The aim of this study is to evaluate the methylation status of normal colonic mucosa in relation to the stage of neoplasia arising from the mucosa. The methylation status of 2 age-related loci (ESR1 and MYOD1) and global methylation (the mean of Alu and Sat2) in the normal colonic mucosa of 156 patients with and without colorectal neoplasia were examined. The distal colon and proximal colon were analyzed separately because neoplasia is biologically and clinically different between these sites. The methylation status was determined by MethyLight using percentage of methylated reference (PMR). In the distal colon, methylation of the age-related loci decreased as the stage of neoplasia increased (patients with no neoplasia or with adenoma < or =9 mm versus patients with advanced adenoma or with invasive cancer: ESR1-PMR median, 21.0 versus 15.7; P = .015; MYOD1-PMR median, 5.35 versus 3.80; P = .0037, respectively). Interestingly, global methylation was inversely correlated with the stage of neoplasia (59.7 versus 61.5; P = .054). In contrast, the proximal colon showed no significant correlations. The methylation of MYOD1 in the normal mucosa was significantly correlated with K-ras mutation in neoplastic tissue arising from the mucosa. Specific epigenetic changes in normal colonic mucosa may be correlated with the occurrence and development of neoplasia in the distal colon.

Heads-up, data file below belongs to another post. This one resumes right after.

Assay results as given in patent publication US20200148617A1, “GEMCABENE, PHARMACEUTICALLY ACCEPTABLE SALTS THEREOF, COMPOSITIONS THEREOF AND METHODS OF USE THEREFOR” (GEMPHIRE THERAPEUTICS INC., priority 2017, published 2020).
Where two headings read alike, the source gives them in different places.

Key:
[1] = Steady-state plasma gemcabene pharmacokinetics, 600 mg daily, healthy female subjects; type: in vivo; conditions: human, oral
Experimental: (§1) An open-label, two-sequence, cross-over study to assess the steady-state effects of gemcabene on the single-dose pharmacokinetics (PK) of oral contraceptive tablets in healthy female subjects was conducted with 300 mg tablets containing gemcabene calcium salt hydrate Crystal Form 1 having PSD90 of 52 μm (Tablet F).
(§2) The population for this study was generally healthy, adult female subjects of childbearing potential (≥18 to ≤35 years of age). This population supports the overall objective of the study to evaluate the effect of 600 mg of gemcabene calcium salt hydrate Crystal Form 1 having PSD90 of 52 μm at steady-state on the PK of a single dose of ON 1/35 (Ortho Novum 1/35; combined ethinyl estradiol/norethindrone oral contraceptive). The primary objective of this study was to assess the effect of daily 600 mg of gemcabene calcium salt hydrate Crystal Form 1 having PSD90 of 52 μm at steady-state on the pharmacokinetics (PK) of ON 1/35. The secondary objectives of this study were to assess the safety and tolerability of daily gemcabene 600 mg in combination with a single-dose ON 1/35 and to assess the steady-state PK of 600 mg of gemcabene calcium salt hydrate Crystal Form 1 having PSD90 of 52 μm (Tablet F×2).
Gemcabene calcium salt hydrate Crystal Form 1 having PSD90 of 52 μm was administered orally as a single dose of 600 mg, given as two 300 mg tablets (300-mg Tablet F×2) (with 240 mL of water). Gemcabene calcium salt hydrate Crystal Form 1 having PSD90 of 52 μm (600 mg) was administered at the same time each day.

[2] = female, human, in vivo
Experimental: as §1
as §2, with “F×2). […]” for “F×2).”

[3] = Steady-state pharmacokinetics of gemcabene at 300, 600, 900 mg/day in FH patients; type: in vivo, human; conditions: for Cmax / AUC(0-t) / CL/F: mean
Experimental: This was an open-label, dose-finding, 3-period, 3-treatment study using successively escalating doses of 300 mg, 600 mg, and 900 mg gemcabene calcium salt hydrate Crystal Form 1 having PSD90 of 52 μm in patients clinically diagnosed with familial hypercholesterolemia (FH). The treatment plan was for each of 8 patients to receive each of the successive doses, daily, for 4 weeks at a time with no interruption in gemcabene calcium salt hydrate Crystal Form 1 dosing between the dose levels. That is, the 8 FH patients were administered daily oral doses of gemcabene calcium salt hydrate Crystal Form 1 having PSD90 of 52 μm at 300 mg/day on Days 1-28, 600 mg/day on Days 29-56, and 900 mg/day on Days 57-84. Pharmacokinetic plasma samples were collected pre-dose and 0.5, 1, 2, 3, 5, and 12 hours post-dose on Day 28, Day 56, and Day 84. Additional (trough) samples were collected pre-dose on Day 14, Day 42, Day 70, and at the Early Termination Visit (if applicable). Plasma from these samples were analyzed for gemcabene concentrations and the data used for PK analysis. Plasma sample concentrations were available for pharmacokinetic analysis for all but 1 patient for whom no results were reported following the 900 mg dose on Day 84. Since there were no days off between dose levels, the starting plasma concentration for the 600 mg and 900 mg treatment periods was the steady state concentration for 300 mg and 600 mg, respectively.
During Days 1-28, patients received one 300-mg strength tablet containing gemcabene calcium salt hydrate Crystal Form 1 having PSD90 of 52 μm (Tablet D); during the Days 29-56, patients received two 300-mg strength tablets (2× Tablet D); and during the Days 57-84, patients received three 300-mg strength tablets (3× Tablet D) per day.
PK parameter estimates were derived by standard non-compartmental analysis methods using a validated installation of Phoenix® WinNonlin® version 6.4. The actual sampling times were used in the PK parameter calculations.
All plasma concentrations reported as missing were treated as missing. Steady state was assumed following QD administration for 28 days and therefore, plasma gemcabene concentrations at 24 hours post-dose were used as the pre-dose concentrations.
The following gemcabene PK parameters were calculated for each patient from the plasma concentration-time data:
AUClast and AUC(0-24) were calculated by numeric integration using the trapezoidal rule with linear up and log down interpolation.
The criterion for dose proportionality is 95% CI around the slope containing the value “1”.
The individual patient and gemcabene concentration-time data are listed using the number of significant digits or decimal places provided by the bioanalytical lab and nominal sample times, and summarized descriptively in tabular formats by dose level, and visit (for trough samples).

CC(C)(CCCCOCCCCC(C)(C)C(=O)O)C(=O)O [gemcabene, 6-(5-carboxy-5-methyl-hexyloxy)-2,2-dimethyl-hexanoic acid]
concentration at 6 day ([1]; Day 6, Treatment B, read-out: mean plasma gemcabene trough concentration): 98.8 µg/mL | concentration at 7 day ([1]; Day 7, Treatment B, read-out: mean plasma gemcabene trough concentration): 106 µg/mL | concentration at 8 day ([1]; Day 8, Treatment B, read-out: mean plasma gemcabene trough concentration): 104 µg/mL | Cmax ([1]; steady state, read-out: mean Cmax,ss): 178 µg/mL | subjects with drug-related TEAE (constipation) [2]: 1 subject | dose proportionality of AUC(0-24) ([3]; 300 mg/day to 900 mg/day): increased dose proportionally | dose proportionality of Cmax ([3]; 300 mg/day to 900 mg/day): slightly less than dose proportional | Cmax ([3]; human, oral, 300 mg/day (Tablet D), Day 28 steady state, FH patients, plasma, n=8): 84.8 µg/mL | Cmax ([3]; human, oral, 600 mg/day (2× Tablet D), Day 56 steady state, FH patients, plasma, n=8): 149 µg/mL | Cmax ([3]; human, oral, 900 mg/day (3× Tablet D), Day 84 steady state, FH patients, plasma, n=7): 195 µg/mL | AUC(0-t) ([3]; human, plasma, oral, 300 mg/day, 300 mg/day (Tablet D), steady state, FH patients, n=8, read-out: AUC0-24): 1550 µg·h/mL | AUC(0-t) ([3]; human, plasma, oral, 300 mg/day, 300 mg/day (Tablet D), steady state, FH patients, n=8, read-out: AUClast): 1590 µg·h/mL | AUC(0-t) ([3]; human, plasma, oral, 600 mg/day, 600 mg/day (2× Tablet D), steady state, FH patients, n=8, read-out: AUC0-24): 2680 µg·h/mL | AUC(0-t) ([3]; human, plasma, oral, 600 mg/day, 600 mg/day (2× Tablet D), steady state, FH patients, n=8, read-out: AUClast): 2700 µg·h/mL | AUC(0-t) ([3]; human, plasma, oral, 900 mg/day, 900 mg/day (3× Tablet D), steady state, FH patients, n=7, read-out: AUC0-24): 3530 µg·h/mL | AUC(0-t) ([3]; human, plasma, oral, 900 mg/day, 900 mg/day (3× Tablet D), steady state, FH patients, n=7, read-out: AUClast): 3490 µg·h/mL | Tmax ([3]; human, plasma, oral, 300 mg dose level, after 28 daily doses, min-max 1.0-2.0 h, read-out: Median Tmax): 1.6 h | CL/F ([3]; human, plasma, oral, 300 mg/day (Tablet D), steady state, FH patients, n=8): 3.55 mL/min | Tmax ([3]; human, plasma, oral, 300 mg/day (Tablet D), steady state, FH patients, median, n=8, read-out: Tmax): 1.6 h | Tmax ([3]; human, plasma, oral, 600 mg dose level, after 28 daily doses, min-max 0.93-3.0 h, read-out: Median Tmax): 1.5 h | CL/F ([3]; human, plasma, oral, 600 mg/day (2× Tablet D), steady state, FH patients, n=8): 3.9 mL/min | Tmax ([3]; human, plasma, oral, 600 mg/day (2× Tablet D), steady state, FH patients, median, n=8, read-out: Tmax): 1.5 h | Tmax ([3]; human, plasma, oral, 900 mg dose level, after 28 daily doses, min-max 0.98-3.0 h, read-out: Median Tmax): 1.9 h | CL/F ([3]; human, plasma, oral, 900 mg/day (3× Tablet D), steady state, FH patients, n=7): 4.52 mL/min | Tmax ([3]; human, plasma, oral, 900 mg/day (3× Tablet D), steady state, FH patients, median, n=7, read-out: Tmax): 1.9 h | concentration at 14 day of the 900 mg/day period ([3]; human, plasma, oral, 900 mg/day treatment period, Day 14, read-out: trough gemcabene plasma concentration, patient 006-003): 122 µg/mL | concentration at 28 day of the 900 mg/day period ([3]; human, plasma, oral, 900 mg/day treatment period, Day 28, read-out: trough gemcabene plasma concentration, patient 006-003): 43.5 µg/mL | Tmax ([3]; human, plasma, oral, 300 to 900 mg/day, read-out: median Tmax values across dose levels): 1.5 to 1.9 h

Park SY, Yoo EJ, Cho NY, et al.Comparison of CpG island hypermethylation and repetitive DNA hypomethylation in premalignant stages of gastric cancer, stratified for Helicobacter pylori infection.
J Pathol. 2009; 219(4):410-6 [PubMed
] Related Publications
CpG island hypermethylation and genomic DNA hypomethylation are found not only in gastric cancers but also in associated premalignant lesions. Helicobacter pylori infection induces aberrant CpG island hypermethylation in gastric mucosae. However, little is known about the relationship between H. pylori infection and aberrant methylation in premalignant lesions. The present study characterized methylation changes in a subset of genes and repetitive DNA elements (ALU, LINE-1, SAT2) and examined their relationship with H. pylori infection in premalignant lesions of gastric cancers. We performed MethyLight analysis of 25 genes and SAT2 and COBRA analysis of ALU and LINE-1 in 212 gastric tissue samples. H. pylori infection was closely associated with enhanced hypermethylation of CpG island loci in chronic gastritis samples, but this association was not found among intestinal metaplasias, gastric adenomas and gastric cancers. The number of methylated genes was greater in intestinal metaplasia and gastric adenoma samples than in chronic gastritis samples, regardless of H. pylori infection. Methylation of repetitive DNA elements in gastric lesions generally decreased with progression of the gastric lesion along the multistep carcinogenesis. No difference was noted in the number of methylated genes in chronic gastritis or intestinal metaplasia between gastric cancer patients and non-cancer subjects. In conclusion, we found that there was no enhanced CpG island hypermethylation in gastric cancer and premalignant lesions in association with H. pylori infection and our findings suggest that CpG island hypermethylation and repetitive DNA hypomethylation are enhanced with progression of the gastric lesion through the multistep carcinogenesis, regardless of the status of H. pylori infection.
Shao C, Lacey M, Dubeau L, Ehrlich MHemimethylation footprints of DNA demethylation in cancer.
Epigenetics. 2009; 4(3):165-75 [PubMed
] Related Publications